BWW Review: Emily Belvo & Jonelle Meyer Are Perfect in Hat Trick Theatre's Imperfect Production of Neil Simon's THE ODD COUPLE FEMALE VERSION

BWW Review: Emily Belvo & Jonelle Meyer Are Perfect in Hat Trick Theatre's Imperfect Production of Neil Simon's THE ODD COUPLE FEMALE VERSION

They had me at Belvo.

When I first heard that Hat Trick Theatre was producing the female version of Neil Simon's THE ODD COUPLE, starring Emily Belvo as the neurotic neatnik Florence Unger, I knew it had more than a chance of being a stellar offering. Ms. Belvo is one of the theatrical gifts to our area, and even if a show she's in doesn't quite hit the heights, she alone will turn in gutsy, imaginative and thrilling work and make it worthwhile just by her presence. She's truly alive onstage.

And then when I heard that they added the wondrously quirky Jonelle Meyer into the mix as the Slob Queen roomie of Florence's, Olive Madison, I realized this production became a "can't miss" opportunity. Two great comic actresses, with two very different and distinct styles, in the same show, pitted against each other. And both of them have such great energy and chemistry that I wondered if they should be a comedy team in their own rights, a modern-day Lucy and Ethel, Mary and Rhoda, or Shirley and Laverne. They're truly laugh-out-loud funny, and I did just that for nearly two hours--I laughed out loud quite often at their bickering antics and snarky one-upmanship. (For the record, I'm not an easy laugher, especially when I know the script so well.)

Watching Belvo and Meyer onstage is the main reason to see this ODD COUPLE. It makes audiences wonder what other two-person comedies are out there for these fine actresses to nibble on. [Note to theatre companies around the Tampa-St. Pete area: Please add a slot in your schedule for next season to get these two onstage together again!] And if you're a local, then you need to take a jaunt on over to Ruth Eckerd Hall's Murray Theatre to see these two in action. Their comic timing is exquisite, and their physicality is not to be missed. Meyer physicalizes sexual repression better than anyone in entirely new and bizarre leg-shaking ways; and Belvo's alarming and noisy ritual to clear out her ears sounds like a dying bird. It's not to be missed.

I haven't heard sustained laughter like that from an audience in a long time, especially from a script that is decades old.

THE ODD COUPLE, easily identified as Neil Simon's masterpiece, has become an industry of sorts since its Broadway premiere in 1965. There was the initial Broadway run of 964 performances that closed in 1967; the classic 1968 film starring Jack Lemmon and Walter Matthau as Felix and Oscar; the beloved TV series with Tony Randall and Jack Klugman; the Saturday morning cartoon (The Oddball Couple featuring Spiffy, the clean Cat, and Fleabag, the messy dog); the female version written in 1985 which substituted Olive and Florence for Oscar and Felix, and Trivial Pursuit for poker; more stage versions, including a memorable one starring Matthew Broderick and Nathan Lane; and more network versions, including a more recent variation with Matthew Perry and Thomas Lennon that ended its TV run in 2017. That's a lot of Odd Couples that we've smilingly endured these past 50 years, and I'm glad that Hat Trick chose the female version in order to get Belvo and Meyer onstage, together, to show off their comic gold.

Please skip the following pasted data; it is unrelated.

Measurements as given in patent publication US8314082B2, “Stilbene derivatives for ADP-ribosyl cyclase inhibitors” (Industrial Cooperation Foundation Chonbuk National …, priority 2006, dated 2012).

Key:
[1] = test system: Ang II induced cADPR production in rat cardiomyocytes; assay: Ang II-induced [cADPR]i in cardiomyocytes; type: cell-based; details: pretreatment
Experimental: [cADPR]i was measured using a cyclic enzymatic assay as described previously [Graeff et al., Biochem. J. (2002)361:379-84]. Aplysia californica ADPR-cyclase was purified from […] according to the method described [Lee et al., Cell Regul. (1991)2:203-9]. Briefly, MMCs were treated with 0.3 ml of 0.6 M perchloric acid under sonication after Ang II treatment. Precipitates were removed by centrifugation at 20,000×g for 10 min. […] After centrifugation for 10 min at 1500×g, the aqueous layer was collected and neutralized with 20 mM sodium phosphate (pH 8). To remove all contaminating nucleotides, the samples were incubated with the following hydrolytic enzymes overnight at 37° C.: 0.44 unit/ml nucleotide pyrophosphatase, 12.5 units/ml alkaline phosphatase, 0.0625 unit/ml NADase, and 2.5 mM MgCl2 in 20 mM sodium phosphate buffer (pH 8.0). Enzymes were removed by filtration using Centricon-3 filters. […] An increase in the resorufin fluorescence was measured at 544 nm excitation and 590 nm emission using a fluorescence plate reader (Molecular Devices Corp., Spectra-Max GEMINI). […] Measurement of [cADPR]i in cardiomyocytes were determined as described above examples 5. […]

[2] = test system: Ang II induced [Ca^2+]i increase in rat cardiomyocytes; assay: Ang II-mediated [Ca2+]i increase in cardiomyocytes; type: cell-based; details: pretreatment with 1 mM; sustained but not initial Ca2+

But Belvo and Meyer have met their comic match with actual brothers, Nick Torres and Cristian Torres, who play Olive and Florence's dates in Act 2, the Constanzuela Brothers. If you recall the Pigeon Sisters from the original, then you know that you're in for knee-slapping hilarity with these two.

Nick Torres is electric as Manolo, a foreigner who doesn't let misunderstood language get in his way. He's so gregarious and overtly courteous, almost to a fault. His reactions to Florence, with his wide eyes looking as though they're about to pop out of their sockets, kept leaving the audience in stitches. And Cristian Torres rightly underplays Jesus, so nearly every joke of his hits the bull's eye. Their entrance uproariously kept the show at such a high level of energy that it never quite recovered from their absence later on, except a cameo from Manolo near the end. Perhaps both Torres brothers should teach a class: How to Steal a Show from Two Comic Goddesses Without Really Trying.